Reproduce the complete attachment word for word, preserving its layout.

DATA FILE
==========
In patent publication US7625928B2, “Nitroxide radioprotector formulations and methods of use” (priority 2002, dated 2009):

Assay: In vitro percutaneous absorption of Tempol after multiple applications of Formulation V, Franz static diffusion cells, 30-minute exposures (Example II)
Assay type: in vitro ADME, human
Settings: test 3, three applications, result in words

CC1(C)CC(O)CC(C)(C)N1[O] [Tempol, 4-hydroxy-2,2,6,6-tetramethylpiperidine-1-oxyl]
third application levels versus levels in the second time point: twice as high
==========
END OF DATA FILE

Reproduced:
In patent publication US7625928B2, “Nitroxide radioprotector formulations and methods of use” (priority 2002, dated 2009):

Assay: In vitro percutaneous absorption of Tempol after multiple applications of Formulation V, Franz static diffusion cells, 30-minute exposures (Example II)
Assay type: in vitro ADME, human
Settings: test 3, three applications, result in words

CC1(C)CC(O)CC(C)(C)N1[O] [Tempol, 4-hydroxy-2,2,6,6-tetramethylpiperidine-1-oxyl]
third application levels versus levels in the second time point: twice as high